In part 1 of this series we introduce the idea of using Virtual Humans as confederates in psychology studies. We looked at how Virtual Confederates can address many of the difficulties in using human confederates. What we have not yet addressed is all of the extra benefits that Virtual Confederates bring with them. In this part we will look at those extra benefits, with a bit of context from existing research.
Scalability Getting more than a couple human confederates together for a study is hard. Because of this, experimental design is often hindered. Virtual Confederates scale well. Having 10 confederates entails more work in the design and programming, but not during the study. Having 100 confederates can also be accomplished. This opens new possibilities for future studies, particularly in social psychology.
Dangerous situations cannot generally be studied as we cannot put the human confederates or participants at risk. However, virtual reality affords new possibilities, as no one will get hurt. In the above image from a study from 2007 done by the Universitat Polytecnica de Catalunya, participants experienced a virtual fire breaking out in a bar with Virtual Confederates present.
ECOLOGICAL VALIDITY Designing experiments often gets caught between two forces, the need for experimental control of all aspects of the situation and the need for an appropriate natural setting. Studies in the lab may not reflect the actions/reactions of people in a natural setting. Virtual Confederates are located in virtual environments, which can be nearly any setting. This means we can provide a high level of ecological validity while still expressing complete control over the situation. For instance, in a recent study at the University College London investigating Paranoia, participants were located in a crowded London Tube car as seen in the video below.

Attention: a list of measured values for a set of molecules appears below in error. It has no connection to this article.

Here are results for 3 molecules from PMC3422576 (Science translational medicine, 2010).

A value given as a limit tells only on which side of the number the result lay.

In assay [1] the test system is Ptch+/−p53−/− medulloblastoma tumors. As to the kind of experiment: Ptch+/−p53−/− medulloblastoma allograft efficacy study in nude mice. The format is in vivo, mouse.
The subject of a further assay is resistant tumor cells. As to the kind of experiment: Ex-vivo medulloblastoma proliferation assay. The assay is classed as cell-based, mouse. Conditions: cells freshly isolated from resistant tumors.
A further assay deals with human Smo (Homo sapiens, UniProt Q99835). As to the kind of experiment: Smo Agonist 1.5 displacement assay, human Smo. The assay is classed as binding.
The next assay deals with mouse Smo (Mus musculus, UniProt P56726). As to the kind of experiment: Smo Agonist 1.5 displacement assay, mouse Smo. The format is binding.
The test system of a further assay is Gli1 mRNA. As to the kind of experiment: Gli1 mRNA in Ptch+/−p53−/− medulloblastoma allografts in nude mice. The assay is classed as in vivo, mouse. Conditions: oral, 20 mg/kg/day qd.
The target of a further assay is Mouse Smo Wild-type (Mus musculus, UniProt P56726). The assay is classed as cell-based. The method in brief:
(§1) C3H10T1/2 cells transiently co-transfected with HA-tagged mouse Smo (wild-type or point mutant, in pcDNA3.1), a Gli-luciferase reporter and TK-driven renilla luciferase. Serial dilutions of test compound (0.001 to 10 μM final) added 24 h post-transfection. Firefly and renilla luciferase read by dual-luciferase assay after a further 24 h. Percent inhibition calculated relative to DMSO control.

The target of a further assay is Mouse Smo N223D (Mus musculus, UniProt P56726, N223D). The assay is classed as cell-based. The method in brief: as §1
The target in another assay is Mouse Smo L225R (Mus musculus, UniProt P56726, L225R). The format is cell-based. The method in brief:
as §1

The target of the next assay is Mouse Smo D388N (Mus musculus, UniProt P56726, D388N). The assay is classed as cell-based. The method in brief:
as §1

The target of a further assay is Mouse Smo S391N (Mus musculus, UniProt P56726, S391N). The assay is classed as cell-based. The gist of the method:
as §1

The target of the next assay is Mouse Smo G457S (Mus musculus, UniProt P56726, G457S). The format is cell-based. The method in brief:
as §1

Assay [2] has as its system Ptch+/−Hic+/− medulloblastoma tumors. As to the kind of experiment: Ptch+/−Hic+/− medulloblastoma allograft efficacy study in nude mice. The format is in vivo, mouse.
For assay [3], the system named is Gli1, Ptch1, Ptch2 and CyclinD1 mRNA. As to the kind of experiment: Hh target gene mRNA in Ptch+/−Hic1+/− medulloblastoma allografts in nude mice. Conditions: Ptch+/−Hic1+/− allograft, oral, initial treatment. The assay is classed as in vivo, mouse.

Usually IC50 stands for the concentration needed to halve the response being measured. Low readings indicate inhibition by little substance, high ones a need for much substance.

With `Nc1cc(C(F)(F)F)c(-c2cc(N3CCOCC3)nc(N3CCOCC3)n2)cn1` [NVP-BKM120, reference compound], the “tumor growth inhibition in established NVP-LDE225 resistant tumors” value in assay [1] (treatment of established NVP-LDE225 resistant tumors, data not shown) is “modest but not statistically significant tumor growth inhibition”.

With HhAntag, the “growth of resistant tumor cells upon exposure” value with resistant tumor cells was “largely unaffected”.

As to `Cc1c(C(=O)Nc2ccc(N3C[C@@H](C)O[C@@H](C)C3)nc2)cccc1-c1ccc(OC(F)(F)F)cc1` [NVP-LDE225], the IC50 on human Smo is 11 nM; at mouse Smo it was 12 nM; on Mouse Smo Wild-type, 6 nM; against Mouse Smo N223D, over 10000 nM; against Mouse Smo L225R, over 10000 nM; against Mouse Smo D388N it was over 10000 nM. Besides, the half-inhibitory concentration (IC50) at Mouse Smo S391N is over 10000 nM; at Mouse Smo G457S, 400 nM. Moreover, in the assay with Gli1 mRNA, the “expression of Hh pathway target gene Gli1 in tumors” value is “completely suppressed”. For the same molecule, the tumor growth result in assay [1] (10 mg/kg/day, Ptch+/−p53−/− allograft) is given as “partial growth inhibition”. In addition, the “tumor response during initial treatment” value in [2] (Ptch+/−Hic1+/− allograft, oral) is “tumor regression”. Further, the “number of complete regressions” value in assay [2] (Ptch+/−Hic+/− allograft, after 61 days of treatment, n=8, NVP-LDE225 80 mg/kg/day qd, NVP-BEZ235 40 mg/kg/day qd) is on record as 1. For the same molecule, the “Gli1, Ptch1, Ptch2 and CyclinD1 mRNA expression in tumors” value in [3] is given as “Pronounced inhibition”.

Freeman, Daniel, et al. “Height, social comparison, and paranoia: an immersive virtual reality experimental study.” Psychiatry research 218.3 (2014): 348-352.
Review/Debriefs Since our experimental setup is computer generated, it means we can review experiments or even debrief in a new and unique way. We can reenter the situation from any vantage point. Current technologies limit our ability to reproduce exactly the physical movement of the participant, but it possible even today. We could, for instance, literally put the participant in the shoes of a virtual confederate during the experiment. If the application is a learning oriented, such an in situ review may provide a strong insight to the user. As the entire thing is computer generated, we can also pause and “rewind” in the situation.
Confederate Appearance can be strictly controlled for Virtual Confederates. This can enable things like changing appearance without changing any other factor. The motions, emotions, etc. all remain the same. For instance, a recent study by the EventLab at the University of Barcelona used this ability to investigate racial biases. Participants were exposed to people both of the same race and other race. The Virtual Confederates were also part of 2 groups, of which the participant was also, identified by changing the color of their blouses. An image of this is below.
Peck, T. C., S. Seinfeld, S. M. Aglioti and M. Slater (2013). “Putting yourself in the skin of a black avatar reduces implicit racial bias.” Consciousness and cognition 22: 779-787.
Virtual Confederates can go beyond this though. We can do things that are not humanly possible. We can manipulate the faces of the avatars, for instance to be more like the person. Below is an image from a study by the Virtual Human Interaction Lab at Standford University, where participants interacted with a Virtual Human that was an aged version of themselves. This led to self-reported changes in attitudes towards retirement savings.
Virtual Confederates not only address most of the difficulties working with confederates, but also bring new possibilities to the table. These are exciting possibilities for research and for learning. Though this area is just taking off, it holds a lot of promise for the future.